My Uncle Louie always referred to Montgomery County, Maryland as “Monkey County”. I never knew why. Now that I am an attorney, I do.
I’ve learned the hard way that there are too many smirking chimps in Monkey County’s legal system. In the past, I was told by a Montgomery County judge that I couldn’t represent a client in Maryland (even though I am admitted to the Bar and may practice before any court in the Free State). In the same case, the judge refused to rule on any motion I made, without explanation. I later learned from a chance conversation in a Virginia courtroom that the judge, now fortunately retired, had been law partners with the opposing attorney and didn’t want to harm his case. The Maryland Bar Counsel, charged with policing local lawyers, saw nothing wrong with this.
Now, I am afflicted with a Monkey County attorney who has spent most of a year trying to get my client, a lifelong alcoholic, out of an assisted living facility so he can drink himself to death. In several statements, the court-appointed lawyer told me that her job was to represent him and, since he wanted to go home, she would work to effect that, no matter that doctors who examined him didn’t think he could survive being outside a controlled environment.
Worse, the court-appointed lawyer, knowing that doctors who had evaluated the client wanted him to undergo psychiatric treatment and join Alcoholics Anonymous, filed a blizzard of pleadings attempting to divert the court’s attention away from the client’s mental state. This has run up the elderly man’s legal expenses, jeopardizing his ability to cover his other debts and provide for his healthcare.
Other attorneys have told me that they no longer refer cases to this woman and suspect that her irrational behavior and intransigence result from a belief that her connections to the Monkey County courts will trump justice and the best interests of the client.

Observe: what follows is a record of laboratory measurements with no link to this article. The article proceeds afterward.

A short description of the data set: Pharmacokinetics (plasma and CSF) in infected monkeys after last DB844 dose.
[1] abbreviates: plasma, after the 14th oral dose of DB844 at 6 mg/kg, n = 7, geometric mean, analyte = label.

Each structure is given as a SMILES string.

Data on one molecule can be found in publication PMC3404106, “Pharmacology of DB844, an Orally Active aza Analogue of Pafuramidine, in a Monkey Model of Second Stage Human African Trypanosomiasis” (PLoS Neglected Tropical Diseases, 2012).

Despite 50 years of hard-drinking, the poor man has suffered no untoward consequences of his alcoholism and failing mental faculties, unless you count three failed marriages and the estrangement of his children, and the alienation of his brothers. Despite this, the family, along with his social worker, herself an alcoholic, asked me to file a petition for guardianship in Monkey County. The client, hospitalized after a terrible fall while drunk, recovered enough to go on several more drinking binges this year, twice resulting in detoxification at a local hospital followed by months of rehabilitation at a nursing home.
When I related this story to a French attorney (who had studied law in the United States), he sneered, saying, “What do you expect? American lawyers want to make money at any cost and don’t have the wit to tell a good case from a bad one.”
Add in a jurisdiction like Maryland where an annual continuing legal education requirement (with at least one ethics course) is continually voted down, attorneys are free to do as they please.
J. Michael Springmann was a diplomat in the State Department’s Foreign Service, with postings to Germany, India, Saudi Arabia, and the Bureau of Intelligence and Research in Washington, D.C. The published author of several articles on national security themes, he is now an attorney in private practice in the Washington, D.C. area.
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